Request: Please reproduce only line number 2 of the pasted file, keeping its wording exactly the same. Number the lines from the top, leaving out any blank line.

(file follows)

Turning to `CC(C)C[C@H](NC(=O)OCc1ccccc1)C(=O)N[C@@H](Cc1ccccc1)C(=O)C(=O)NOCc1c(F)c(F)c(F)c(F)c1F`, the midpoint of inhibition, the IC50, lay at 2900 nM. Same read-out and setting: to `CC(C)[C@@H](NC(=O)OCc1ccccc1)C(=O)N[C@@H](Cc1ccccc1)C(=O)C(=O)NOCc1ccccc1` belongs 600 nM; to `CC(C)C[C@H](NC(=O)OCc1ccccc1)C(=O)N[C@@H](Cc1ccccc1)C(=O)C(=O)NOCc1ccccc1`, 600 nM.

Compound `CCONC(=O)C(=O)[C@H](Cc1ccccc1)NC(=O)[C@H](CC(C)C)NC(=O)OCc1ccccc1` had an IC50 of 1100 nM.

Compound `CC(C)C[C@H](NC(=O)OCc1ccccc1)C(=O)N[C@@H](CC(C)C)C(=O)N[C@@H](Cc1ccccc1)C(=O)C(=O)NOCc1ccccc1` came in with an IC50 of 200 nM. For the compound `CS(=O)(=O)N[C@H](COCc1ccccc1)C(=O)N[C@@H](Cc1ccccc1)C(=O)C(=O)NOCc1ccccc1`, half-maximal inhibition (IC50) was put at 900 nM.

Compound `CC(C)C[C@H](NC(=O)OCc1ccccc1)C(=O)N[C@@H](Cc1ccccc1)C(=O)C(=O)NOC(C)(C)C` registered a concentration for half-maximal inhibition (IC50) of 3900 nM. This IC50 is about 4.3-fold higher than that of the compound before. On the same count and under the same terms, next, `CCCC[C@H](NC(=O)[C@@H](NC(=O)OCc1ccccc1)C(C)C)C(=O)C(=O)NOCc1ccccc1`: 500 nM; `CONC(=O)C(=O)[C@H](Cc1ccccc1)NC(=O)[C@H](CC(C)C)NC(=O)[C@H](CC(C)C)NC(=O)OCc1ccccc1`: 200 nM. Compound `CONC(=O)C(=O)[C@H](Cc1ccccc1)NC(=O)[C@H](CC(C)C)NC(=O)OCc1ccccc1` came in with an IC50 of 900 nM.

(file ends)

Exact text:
Compound `CCONC(=O)C(=O)[C@H](Cc1ccccc1)NC(=O)[C@H](CC(C)C)NC(=O)OCc1ccccc1` had an IC50 of 1100 nM.